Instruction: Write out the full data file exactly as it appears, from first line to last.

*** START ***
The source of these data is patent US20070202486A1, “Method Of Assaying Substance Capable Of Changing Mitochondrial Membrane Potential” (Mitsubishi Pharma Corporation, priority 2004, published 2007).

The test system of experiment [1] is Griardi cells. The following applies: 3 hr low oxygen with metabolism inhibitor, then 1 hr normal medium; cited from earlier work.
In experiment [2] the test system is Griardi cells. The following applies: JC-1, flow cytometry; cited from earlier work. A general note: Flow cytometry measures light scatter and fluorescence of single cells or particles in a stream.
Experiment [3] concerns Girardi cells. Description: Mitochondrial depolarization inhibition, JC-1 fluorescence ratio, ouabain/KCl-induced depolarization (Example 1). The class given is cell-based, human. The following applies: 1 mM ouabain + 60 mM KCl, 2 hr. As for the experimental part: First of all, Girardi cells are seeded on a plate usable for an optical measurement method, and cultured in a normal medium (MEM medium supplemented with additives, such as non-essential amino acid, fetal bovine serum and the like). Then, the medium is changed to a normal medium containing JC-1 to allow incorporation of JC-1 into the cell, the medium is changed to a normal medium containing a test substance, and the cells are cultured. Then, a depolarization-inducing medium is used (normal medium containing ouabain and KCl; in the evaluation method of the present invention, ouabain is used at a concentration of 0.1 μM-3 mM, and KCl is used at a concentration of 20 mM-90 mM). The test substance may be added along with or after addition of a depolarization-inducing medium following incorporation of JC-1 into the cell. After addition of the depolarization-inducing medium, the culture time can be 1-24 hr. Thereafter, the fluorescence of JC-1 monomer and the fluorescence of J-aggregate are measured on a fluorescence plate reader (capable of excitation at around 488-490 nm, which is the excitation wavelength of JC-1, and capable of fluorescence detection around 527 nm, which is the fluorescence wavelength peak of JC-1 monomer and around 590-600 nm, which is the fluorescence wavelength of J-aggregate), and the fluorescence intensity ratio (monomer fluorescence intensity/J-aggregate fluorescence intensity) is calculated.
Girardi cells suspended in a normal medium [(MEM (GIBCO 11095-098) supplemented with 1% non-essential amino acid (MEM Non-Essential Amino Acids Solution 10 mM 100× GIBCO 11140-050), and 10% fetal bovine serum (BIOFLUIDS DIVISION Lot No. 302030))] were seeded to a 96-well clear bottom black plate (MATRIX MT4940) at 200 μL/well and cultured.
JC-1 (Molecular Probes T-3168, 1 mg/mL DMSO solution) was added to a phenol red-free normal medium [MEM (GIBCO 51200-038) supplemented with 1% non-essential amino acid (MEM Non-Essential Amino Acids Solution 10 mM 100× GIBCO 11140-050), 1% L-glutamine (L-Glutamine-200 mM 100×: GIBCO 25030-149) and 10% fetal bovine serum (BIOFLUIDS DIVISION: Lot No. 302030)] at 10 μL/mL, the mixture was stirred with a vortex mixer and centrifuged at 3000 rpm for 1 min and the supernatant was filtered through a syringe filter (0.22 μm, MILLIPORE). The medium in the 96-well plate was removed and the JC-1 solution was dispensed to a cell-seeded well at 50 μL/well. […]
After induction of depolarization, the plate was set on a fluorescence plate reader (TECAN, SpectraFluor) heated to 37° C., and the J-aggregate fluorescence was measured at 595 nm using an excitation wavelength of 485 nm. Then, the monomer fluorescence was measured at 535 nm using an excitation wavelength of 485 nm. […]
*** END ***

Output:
The source of these data is patent US20070202486A1, “Method Of Assaying Substance Capable Of Changing Mitochondrial Membrane Potential” (Mitsubishi Pharma Corporation, priority 2004, published 2007).

The test system of experiment [1] is Griardi cells. The following applies: 3 hr low oxygen with metabolism inhibitor, then 1 hr normal medium; cited from earlier work.
In experiment [2] the test system is Griardi cells. The following applies: JC-1, flow cytometry; cited from earlier work. A general note: Flow cytometry measures light scatter and fluorescence of single cells or particles in a stream.
Experiment [3] concerns Girardi cells. Description: Mitochondrial depolarization inhibition, JC-1 fluorescence ratio, ouabain/KCl-induced depolarization (Example 1). The class given is cell-based, human. The following applies: 1 mM ouabain + 60 mM KCl, 2 hr. As for the experimental part: First of all, Girardi cells are seeded on a plate usable for an optical measurement method, and cultured in a normal medium (MEM medium supplemented with additives, such as non-essential amino acid, fetal bovine serum and the like). Then, the medium is changed to a normal medium containing JC-1 to allow incorporation of JC-1 into the cell, the medium is changed to a normal medium containing a test substance, and the cells are cultured. Then, a depolarization-inducing medium is used (normal medium containing ouabain and KCl; in the evaluation method of the present invention, ouabain is used at a concentration of 0.1 μM-3 mM, and KCl is used at a concentration of 20 mM-90 mM). The test substance may be added along with or after addition of a depolarization-inducing medium following incorporation of JC-1 into the cell. After addition of the depolarization-inducing medium, the culture time can be 1-24 hr. Thereafter, the fluorescence of JC-1 monomer and the fluorescence of J-aggregate are measured on a fluorescence plate reader (capable of excitation at around 488-490 nm, which is the excitation wavelength of JC-1, and capable of fluorescence detection around 527 nm, which is the fluorescence wavelength peak of JC-1 monomer and around 590-600 nm, which is the fluorescence wavelength of J-aggregate), and the fluorescence intensity ratio (monomer fluorescence intensity/J-aggregate fluorescence intensity) is calculated.
Girardi cells suspended in a normal medium [(MEM (GIBCO 11095-098) supplemented with 1% non-essential amino acid (MEM Non-Essential Amino Acids Solution 10 mM 100× GIBCO 11140-050), and 10% fetal bovine serum (BIOFLUIDS DIVISION Lot No. 302030))] were seeded to a 96-well clear bottom black plate (MATRIX MT4940) at 200 μL/well and cultured.
JC-1 (Molecular Probes T-3168, 1 mg/mL DMSO solution) was added to a phenol red-free normal medium [MEM (GIBCO 51200-038) supplemented with 1% non-essential amino acid (MEM Non-Essential Amino Acids Solution 10 mM 100× GIBCO 11140-050), 1% L-glutamine (L-Glutamine-200 mM 100×: GIBCO 25030-149) and 10% fetal bovine serum (BIOFLUIDS DIVISION: Lot No. 302030)] at 10 μL/mL, the mixture was stirred with a vortex mixer and centrifuged at 3000 rpm for 1 min and the supernatant was filtered through a syringe filter (0.22 μm, MILLIPORE). The medium in the 96-well plate was removed and the JC-1 solution was dispensed to a cell-seeded well at 50 μL/well. […]
After induction of depolarization, the plate was set on a fluorescence plate reader (TECAN, SpectraFluor) heated to 37° C., and the J-aggregate fluorescence was measured at 595 nm using an excitation wavelength of 485 nm. Then, the monomer fluorescence was measured at 535 nm using an excitation wavelength of 485 nm. […]